- Check your calories, your date of birth and your physical activity level settings in your weight tracker to make sure they are correct. At Be Strong we give you a calorie allowance based on general scientific data. Our calculations do include provision to reduce as we age, and provision for our physical activity levels. However, as we know this isn’t an exact science; so it maybe that if your weight loss has slowed significantly, or even halted and you are totally on point with your calories, you may need to either change your activity levels to reflect what you are currently doing, or you simply may just need to reduce your calorie intake slightly compared to what we give you. You don’t need to go crazy, but try taking 50-100 off each day, and see if that makes a difference.
- Rebuild your muscle mass. I am not saying I want you to start pumping iron like Arnold Schwarzenegger, but the more lean muscle we have, the more efficiently our bodies burn calories. So, build some strength training into your physical activity routine. This doesn’t have to be formal weight training, it could be gardening, rigorous housework, workouts with resistance bands, squats, push ups, lunges, yoga, Pilates, anything that is weight bearing through our limbs is going to build and strengthen our muscles. There are all sorts of other benefits to this too – such as reducing the risk of osteoporosis, reducing the risk of falls and improving recovery times after injury or illness.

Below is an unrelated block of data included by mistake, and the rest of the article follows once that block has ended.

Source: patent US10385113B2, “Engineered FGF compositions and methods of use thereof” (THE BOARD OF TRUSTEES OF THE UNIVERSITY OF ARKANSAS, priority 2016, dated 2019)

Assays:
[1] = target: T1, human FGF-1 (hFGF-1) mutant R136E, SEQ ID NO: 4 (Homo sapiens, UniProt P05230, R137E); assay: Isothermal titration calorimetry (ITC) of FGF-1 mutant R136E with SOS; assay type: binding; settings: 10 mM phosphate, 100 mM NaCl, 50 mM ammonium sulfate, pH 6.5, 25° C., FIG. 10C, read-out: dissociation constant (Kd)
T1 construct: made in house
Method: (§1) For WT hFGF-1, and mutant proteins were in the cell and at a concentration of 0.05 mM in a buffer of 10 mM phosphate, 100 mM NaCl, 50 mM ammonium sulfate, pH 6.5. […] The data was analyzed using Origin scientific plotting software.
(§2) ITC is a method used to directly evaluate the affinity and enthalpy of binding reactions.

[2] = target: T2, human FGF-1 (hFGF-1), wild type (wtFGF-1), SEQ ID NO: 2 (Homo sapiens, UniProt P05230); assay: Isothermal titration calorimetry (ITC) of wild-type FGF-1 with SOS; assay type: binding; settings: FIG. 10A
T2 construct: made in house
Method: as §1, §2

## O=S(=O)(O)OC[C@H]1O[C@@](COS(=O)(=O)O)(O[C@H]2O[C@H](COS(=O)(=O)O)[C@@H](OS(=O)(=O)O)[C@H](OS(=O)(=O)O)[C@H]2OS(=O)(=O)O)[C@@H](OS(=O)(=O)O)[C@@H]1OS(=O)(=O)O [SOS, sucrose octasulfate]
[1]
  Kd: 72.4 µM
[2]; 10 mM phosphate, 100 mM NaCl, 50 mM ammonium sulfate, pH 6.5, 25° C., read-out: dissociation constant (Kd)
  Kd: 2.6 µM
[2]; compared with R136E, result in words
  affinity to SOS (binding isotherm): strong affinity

- Make sure you get a sweat on. And I don’t mean from the Hot Flushes! Aerobic exercise which gets you out of breath, and sweating such as brisk walking, jogging, running, or HIIT sessions, all take you into the fat burning range of intensity. This has been shown to especially help with burning visceral fat in the abdominal area (helping to keep that middle aged spread under control), which not only helps with improving body image, but also reducing disease risk associated with excess fat carried in this area.
- Prevent false hunger pangs. If we know that we are at risk of false hunger cues we can take steps to manage them – drinking a pint of water when the tummy starts rumbling, and ensuring that you eat plenty of protein, vegetables and wholegrains to fill us up at meal times and for planned snacks, will help to keep pangs at bay. Reduce the foods which are just empty calories and find those low calorie bulky snacks to nibble when the pangs are insatiable – chopped vegetables, strawberries, apples, pears.